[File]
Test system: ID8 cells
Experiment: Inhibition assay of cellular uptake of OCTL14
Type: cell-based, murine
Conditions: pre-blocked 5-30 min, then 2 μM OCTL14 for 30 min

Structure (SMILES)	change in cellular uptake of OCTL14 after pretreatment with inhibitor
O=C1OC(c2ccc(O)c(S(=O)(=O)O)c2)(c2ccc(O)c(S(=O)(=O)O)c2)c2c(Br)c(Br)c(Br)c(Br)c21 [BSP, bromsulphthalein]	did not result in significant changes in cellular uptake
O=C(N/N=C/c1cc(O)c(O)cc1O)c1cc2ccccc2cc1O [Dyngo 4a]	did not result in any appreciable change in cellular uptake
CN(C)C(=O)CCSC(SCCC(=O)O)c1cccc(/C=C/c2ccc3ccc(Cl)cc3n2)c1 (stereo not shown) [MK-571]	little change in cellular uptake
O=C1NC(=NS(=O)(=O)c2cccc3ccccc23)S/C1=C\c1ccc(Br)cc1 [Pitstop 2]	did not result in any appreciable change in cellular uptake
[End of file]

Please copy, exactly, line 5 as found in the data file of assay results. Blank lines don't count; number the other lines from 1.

Structure (SMILES)	change in cellular uptake of OCTL14 after pretreatment with inhibitor